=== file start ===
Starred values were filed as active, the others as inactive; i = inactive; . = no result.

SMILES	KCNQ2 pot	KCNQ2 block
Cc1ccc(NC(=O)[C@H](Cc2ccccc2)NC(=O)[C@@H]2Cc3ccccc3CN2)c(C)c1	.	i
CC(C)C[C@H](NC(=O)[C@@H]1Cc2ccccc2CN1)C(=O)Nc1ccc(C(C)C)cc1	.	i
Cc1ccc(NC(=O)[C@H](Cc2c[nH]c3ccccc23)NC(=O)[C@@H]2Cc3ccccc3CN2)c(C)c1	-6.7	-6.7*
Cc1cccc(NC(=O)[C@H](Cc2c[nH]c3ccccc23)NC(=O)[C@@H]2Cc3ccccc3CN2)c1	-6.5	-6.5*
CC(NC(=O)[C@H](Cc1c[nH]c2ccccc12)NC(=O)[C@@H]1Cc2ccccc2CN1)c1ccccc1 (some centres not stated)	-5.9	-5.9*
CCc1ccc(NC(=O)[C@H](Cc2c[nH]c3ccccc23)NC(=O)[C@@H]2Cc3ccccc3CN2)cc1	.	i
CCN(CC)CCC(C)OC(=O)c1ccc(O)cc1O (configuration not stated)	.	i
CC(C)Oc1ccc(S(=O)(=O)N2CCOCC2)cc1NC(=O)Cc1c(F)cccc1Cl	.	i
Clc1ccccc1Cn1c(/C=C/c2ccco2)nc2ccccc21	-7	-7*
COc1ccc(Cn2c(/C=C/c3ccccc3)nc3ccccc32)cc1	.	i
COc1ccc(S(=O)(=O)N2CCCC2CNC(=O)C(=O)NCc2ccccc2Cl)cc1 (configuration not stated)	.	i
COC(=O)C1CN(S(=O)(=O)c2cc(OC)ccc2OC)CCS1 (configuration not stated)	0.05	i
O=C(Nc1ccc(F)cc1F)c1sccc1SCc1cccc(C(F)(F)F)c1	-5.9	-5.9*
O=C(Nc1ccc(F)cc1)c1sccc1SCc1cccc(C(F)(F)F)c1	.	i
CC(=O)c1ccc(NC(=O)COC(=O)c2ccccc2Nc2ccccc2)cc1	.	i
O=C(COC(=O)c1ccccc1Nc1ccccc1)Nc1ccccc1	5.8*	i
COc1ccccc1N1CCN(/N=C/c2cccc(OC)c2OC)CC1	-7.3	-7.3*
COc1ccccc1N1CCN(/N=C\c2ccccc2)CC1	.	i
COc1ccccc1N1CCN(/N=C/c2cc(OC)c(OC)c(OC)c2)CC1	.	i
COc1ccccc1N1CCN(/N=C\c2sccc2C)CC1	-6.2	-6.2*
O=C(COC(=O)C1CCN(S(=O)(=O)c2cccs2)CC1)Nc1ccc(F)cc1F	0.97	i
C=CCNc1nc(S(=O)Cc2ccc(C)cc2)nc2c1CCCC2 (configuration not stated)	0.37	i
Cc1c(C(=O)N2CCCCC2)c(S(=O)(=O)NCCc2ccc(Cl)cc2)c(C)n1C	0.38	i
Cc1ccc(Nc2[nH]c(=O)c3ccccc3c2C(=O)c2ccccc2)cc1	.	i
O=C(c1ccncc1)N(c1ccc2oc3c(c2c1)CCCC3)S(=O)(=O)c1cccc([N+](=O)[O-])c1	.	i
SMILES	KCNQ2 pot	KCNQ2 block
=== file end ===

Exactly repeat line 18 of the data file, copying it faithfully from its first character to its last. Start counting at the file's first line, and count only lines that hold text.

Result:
O=C(COC(=O)c1ccccc1Nc1ccccc1)Nc1ccccc1	5.8*	i